Unchecked mergers and acquisitions have led to an economy dominated by abusive, consolidated corporations. Directed by the executive order on competition, the Federal Trade Commission (FTC) and Department of Justice (DOJ) faced this issue head-on, and at the end of 2023 released a final set of updated merger guidelines. Farm Action weighed in on every step of the process, and many of our recommendations and legal justifications can be found in the final guidelines, which should stop anticompetitive mergers.

This year, we’ll continue to monitor and advocate for improvements to the Hart-Scott-Rodino premerger notification rules, which FTC proposed to update in 2023 for the first time in 45 years. 

We’ll also hold FTC accountable to those new merger guidelines, ensuring they are fully enforced in the spirit of the executive order. We’ll lean hard on FTC to block any harmful food and agriculture mergers and acquisitions — such as Koch Industries’ purchase of a taxpayer-funded fertilizer plant in Iowa.

We’ll continue our staunch opposition to the Kroger-Albertsons merger, which would spell disaster for Americans’ food access, retail grocery workers’ job and salary prospects, and farmers’ access to markets.

To truly restore competition to the U.S. economy, the rampant consolidation must end — and we’ll make sure FTC does all it can to make that happen.

Encourage FTC to Protect Workers

FTC opened the door to a pivotal expansion of workers’ rights in 2023 by proposing to ban noncompete clauses. Commonly called “noncompetes,” these are used by corporations to prevent workers from changing jobs, seeking higher wages, and starting new businesses. 

Farm Action has long advocated for this ban, which removes a key mechanism of exploitation and corporate control over U.S. workers. We supported FTC’s proposed rule, which declares noncompetes an unfair method of competition and prohibits employers from implementing them.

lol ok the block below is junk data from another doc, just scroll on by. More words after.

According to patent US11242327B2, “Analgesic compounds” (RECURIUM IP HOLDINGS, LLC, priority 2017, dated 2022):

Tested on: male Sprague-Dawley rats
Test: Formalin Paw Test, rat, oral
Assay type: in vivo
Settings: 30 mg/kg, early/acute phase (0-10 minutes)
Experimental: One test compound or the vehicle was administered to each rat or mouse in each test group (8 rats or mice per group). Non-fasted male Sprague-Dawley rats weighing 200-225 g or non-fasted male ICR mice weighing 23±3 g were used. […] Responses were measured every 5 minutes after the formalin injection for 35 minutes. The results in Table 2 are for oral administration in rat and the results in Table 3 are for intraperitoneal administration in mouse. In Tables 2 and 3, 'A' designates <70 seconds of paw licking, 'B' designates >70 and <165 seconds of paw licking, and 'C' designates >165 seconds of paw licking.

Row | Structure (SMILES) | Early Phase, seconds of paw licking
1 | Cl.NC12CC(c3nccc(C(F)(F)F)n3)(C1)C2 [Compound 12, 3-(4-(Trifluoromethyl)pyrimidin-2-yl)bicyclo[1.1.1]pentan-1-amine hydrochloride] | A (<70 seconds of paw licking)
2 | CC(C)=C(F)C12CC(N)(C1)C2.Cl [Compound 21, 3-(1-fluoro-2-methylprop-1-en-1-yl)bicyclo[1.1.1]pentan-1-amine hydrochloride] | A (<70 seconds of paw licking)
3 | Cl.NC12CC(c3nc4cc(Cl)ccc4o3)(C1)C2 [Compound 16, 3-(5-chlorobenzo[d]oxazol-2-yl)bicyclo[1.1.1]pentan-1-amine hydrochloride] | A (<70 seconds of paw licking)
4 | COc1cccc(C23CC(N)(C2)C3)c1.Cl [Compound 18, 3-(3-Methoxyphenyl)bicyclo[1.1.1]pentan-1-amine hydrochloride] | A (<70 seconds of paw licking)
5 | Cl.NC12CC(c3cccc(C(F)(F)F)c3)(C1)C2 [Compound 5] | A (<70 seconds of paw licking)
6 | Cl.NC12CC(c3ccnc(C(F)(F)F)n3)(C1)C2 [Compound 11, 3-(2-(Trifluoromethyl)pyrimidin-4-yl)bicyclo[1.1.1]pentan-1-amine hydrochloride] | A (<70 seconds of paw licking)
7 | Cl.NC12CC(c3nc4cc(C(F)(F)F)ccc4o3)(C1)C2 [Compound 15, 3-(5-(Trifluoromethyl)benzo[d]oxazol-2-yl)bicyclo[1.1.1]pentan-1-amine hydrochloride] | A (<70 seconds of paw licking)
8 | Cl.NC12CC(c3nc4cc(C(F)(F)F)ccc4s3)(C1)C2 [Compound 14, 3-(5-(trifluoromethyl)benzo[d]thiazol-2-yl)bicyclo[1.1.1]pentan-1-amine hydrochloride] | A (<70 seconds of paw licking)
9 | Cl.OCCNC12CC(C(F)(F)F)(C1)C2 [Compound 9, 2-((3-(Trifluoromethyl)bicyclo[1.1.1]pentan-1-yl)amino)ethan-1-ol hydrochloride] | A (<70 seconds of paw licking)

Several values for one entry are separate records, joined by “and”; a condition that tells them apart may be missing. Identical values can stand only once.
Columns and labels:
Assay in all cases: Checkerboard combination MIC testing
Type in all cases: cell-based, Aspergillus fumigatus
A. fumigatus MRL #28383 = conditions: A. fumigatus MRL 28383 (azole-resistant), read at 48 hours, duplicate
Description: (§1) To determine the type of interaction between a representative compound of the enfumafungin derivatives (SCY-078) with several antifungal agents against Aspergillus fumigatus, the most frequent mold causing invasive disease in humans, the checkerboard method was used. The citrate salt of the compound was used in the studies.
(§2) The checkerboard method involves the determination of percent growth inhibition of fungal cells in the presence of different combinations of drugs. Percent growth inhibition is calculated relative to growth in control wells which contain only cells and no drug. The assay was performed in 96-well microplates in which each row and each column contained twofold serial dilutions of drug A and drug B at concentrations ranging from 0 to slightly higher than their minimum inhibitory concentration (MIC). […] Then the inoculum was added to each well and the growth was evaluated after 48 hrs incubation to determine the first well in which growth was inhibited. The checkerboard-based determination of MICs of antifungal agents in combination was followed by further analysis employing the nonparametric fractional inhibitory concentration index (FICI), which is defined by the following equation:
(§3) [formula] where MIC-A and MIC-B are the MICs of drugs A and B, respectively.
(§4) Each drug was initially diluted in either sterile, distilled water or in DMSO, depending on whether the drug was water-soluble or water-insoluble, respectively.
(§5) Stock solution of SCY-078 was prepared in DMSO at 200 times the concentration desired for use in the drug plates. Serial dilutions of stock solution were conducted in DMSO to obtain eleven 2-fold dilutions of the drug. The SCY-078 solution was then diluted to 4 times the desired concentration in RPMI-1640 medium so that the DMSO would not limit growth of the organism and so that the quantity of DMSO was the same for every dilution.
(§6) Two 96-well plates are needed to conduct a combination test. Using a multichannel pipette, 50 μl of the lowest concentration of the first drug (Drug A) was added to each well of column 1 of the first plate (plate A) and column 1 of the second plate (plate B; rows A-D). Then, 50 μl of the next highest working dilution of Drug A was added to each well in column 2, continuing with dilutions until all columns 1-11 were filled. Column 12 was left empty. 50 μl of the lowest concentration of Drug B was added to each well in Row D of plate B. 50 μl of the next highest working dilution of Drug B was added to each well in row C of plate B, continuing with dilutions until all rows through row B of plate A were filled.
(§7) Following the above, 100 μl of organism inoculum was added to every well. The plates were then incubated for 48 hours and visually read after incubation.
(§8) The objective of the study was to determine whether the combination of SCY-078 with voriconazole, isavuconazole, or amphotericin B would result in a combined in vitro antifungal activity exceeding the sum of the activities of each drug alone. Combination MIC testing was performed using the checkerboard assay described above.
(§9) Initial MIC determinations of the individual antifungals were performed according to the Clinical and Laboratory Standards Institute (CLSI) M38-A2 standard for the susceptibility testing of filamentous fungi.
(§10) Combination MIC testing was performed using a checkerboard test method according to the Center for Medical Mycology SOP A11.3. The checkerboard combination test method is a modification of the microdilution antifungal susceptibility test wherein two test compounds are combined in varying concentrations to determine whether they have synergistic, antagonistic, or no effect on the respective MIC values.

We’ll continue to push FTC to finalize this rule in 2024, which will make labor markets fairer and more competitive, and even open up opportunities for innovation and entrepreneurship.

Support Farmers’ Right to Repair

All throughout 2023, Farm Action Local Leader Wilie Cade walked the halls of state capitol buildings across the country, educating policymakers about farmers’ right to repair their own farm equipment. For too long, greedy equipment manufacturers like John Deere have curtailed this right by forcing farmers to use only authorized dealers, resulting in long transports and exploitative repair costs. 

In May, Colorado passed the very first agricultural Right to Repair law. In addition to enshrining farmers’ right to fix their own tractors, it allows independent repair shops access to the tools they need to repair farm equipment in their communities, giving a vital boost to rural economies.

Other states’ Right to Repair laws for farm equipment are on the horizon, and we’ll be there in 2024 to support them in passing legislation like Colorado’s.

Preserve Farmland for Farmers

For years, Farm Action’s blogs and interviews with the press have shone a light on the lax laws around farmland ownership that have enabled large corporations, billionaires, and foreign entities to buy up U.S. farmland. This artificially inflates prices and blocks farmers, who cannot compete with these entities’ access to unlimited capital, from accessing this critical resource.

To stop billionaires and corporations from plundering our resources, and to ensure our nation’s farmers can continue to do what they do best — farm — we have endorsed legislation that would keep farmland in the hands of farmers. In 2024, we’ll fight to get the Farmland for Farmers Act passed, which would ban new corporate ownership of farmland. 

We’re seeing progress on the state level, as well: States including Alabama and Arkansas enacted stricter protections in 2023 around the purchase of their farmland, keeping it out of the hands of foreign entities. We’ll leverage these successes in other states around the country this year to build on that momentum.

Written and edited by: Dee Laninga, Jessica Cusworth, Angela Huffman, Christian Lovell, and Joe Maxwell. Concept by Angela Huffman.